Valuable as the concept of sabbath time may be, I’ve been paying a great deal of attention lately to another metaphor: that of space. Sabbath days and renewal leaves set apart a certain kind of time in the rhythm of our lives. They also set apart a certain kind of space.
“One of the most precious gifts we can offer is to be a place of refuge, to be Sabbath for one another,” writes Wayne Muller in Sabbath: Finding Rest, Renewal, and Delight in Our Busy Lives (119). Whether it is the roof providing protection from a storm or the biblical “cities of refuge” providing asylum from blood vengeance, a refuge offers space apart from the current flow of things. Particularly when the current flow involves destructive momentum, a refuge offers safe space with life-nourishing qualities. Sabbath could be described as a refuge from artificial urgencies and destructive cycles of progress, productivity and work, work, work. And, as Muller suggests, this kind of sabbath place is a gift that we human beings may offer each other.
I think of Mary and Elizabeth. After receiving the angel’s strange news in the gospel account of Luke, Mary rushes to Zechariah’s home in the hill country of Judea. She finds there what the angel told her to expect: that Elizabeth has indeed conceived a child in her old age. What is more, Mary finds in her cousin’s home a place where she is called “blessed.” An unwed mother-to-be could have expected to be called any number of names, “blessed” not among them. Yet, that home offered Mary a place set apart from the suspicion and shame that she could have expected elsewhere. With Zechariah and Elizabeth, she found a place of refuge that renewed and strengthened her for what was ahead.
We can be sabbath for one another. The companions we seek during intentional spaces of rest and renewal may very well comprise part of the sabbath blessing. In their book Clergy Renewal: The Alban Guide to Sabbatical Planning, A. Richard Bullock and Richard J. Bruesehoff note the significant role that well-selected companions may play during a renewal leave. Holding space open for engaging mentors or spiritual companions during sabbath experiences like a renewal leave can help one maintain focus, metabolize insights, and shape that experience “for the deepening and renewal of one’s relationship with God” (28).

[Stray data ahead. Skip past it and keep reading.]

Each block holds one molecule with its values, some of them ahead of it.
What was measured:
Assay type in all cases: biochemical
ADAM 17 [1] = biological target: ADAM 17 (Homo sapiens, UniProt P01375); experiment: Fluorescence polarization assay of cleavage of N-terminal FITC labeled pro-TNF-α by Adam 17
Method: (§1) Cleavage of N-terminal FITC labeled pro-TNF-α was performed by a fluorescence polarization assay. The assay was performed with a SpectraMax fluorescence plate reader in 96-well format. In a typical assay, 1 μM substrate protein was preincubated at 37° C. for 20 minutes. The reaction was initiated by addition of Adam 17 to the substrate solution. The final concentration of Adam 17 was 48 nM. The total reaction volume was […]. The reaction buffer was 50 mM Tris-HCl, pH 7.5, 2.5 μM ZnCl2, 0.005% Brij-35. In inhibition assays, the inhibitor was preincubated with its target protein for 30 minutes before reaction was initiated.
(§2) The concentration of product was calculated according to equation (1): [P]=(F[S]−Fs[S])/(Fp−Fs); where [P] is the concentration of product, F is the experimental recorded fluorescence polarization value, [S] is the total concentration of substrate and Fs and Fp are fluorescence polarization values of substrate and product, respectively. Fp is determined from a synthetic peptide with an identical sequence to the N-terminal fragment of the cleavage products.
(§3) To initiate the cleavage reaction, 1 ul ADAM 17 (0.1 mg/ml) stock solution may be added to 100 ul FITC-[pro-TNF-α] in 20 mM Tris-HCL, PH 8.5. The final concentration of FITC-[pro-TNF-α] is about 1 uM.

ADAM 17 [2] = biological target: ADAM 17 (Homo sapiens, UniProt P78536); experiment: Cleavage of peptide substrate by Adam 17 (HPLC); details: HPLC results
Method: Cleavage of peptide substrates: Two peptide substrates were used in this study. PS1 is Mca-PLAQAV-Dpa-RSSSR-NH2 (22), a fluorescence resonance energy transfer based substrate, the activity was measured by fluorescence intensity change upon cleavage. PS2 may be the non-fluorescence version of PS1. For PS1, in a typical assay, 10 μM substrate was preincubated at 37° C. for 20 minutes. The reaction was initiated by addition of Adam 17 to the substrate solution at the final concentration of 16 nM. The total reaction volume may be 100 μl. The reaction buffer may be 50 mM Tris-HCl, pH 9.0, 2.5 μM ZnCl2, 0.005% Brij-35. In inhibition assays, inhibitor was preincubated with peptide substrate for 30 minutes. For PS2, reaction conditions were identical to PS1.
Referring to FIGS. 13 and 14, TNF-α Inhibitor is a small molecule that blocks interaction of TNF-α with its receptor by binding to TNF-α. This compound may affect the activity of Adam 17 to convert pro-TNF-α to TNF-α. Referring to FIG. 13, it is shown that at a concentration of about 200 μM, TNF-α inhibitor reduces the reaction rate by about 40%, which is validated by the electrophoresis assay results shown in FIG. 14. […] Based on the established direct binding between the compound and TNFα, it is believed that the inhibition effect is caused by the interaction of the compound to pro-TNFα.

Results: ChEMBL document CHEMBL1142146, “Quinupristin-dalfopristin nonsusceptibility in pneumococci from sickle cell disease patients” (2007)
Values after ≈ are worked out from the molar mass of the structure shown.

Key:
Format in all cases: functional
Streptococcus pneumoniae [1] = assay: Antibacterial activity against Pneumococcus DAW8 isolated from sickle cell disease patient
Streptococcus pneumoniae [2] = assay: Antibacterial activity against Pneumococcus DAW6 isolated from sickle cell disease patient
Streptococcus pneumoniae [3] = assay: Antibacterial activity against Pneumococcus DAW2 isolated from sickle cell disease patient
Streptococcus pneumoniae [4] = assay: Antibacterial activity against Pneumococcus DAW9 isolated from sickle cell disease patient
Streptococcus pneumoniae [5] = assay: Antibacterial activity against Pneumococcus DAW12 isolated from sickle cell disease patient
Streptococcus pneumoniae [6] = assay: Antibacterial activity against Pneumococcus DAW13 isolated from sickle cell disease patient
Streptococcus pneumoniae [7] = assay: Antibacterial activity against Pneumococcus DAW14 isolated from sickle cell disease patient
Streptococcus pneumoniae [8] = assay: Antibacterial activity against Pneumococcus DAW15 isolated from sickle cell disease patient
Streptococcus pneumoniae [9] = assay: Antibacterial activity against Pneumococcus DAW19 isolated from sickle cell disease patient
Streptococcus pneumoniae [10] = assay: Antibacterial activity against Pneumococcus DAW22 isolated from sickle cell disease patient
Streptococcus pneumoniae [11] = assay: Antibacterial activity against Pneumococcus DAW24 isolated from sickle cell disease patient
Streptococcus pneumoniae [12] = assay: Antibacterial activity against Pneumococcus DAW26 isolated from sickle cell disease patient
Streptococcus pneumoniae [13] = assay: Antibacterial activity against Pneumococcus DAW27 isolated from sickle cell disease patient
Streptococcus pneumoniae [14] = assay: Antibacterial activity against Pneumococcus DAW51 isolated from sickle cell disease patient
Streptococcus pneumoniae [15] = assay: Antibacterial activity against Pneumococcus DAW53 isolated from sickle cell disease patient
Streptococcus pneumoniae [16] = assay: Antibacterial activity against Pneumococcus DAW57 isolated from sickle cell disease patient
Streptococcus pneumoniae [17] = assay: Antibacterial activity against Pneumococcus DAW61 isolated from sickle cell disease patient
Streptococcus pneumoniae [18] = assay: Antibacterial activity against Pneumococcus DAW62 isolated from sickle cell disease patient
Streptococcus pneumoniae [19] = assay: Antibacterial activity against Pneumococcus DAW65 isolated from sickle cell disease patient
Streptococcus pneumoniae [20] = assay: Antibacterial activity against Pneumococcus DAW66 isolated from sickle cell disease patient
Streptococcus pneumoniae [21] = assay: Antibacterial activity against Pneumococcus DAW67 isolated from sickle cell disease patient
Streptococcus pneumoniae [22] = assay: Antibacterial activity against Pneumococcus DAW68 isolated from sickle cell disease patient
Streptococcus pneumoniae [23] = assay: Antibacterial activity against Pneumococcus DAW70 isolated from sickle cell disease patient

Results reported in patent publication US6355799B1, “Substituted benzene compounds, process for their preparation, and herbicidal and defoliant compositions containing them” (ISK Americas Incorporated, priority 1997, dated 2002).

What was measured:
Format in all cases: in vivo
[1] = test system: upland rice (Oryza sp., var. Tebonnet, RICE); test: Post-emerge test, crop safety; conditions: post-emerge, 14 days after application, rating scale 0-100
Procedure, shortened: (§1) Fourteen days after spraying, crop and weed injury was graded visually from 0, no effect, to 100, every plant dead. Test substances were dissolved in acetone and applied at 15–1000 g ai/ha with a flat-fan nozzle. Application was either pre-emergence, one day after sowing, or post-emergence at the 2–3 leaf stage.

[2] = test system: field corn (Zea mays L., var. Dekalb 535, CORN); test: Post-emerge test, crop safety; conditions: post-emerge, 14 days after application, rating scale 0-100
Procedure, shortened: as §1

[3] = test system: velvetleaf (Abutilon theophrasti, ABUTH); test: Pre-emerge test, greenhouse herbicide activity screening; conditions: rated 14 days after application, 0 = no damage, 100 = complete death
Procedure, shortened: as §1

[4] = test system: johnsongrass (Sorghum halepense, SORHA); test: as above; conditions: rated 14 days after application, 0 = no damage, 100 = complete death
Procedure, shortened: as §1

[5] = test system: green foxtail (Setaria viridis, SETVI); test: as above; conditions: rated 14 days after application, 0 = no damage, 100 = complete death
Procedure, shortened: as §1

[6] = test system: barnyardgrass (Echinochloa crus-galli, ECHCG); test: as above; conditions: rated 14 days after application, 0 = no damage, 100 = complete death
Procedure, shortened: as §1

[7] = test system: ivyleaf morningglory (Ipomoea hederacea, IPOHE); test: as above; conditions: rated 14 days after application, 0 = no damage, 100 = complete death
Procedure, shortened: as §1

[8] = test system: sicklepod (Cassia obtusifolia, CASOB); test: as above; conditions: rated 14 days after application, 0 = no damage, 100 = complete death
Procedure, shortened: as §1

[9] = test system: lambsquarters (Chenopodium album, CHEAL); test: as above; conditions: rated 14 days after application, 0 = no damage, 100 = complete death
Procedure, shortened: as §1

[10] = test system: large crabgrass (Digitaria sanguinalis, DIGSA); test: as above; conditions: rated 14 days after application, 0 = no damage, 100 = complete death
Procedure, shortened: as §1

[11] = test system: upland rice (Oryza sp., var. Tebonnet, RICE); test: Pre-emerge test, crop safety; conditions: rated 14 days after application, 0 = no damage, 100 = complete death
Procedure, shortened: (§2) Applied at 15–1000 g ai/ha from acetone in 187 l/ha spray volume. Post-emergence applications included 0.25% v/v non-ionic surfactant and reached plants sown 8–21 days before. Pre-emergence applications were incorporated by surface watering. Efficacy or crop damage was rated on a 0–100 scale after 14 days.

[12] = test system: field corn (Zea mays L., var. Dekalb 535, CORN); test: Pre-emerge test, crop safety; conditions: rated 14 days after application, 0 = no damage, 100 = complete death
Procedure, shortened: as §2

We can be sabbath for one another. We can offer in our presence a place where others’ lives are recognized as “blessed” whatever their doubts, questions, struggles or pain. Our lives can create gentle space that enables others to pause for reflection, explore their relationships (human as well as divine), and steep in the God-given grace of their days.
The sabbath blessing of our companions, in fact, may well extend even beyond particular days or periods of leave. The Lilly Endowment Clergy Renewal Programs, for instance, invite congregations to set aside a portion of their grant budgets for pastors’ post-leave activities, including counseling or spiritual direction. Planning and implementing, working and resting, journeying and returning—the fellows we choose to help us create spaces of nurture and renewal can help us continue claiming that transformation for which sabbath experiences (like renewal leaves) lay a rich groundwork.
Rev. Callie Smith is administrative assistant for the Lilly Endowment Clergy Renewal Programs at Christian Theological Seminary. She is an ordained minister in the Christian Church (Disciples of Christ).
The Lilly Endowment Clergy Renewal Programs at Christian Theological Seminary (CTS) seek to strengthen Christian congregations by providing opportunities for pastors to step away briefly from the persistent obligations of daily parish life and to engage in a period of renewal and reflection. To request permission to repost this content, please contact firstname.lastname@example.org.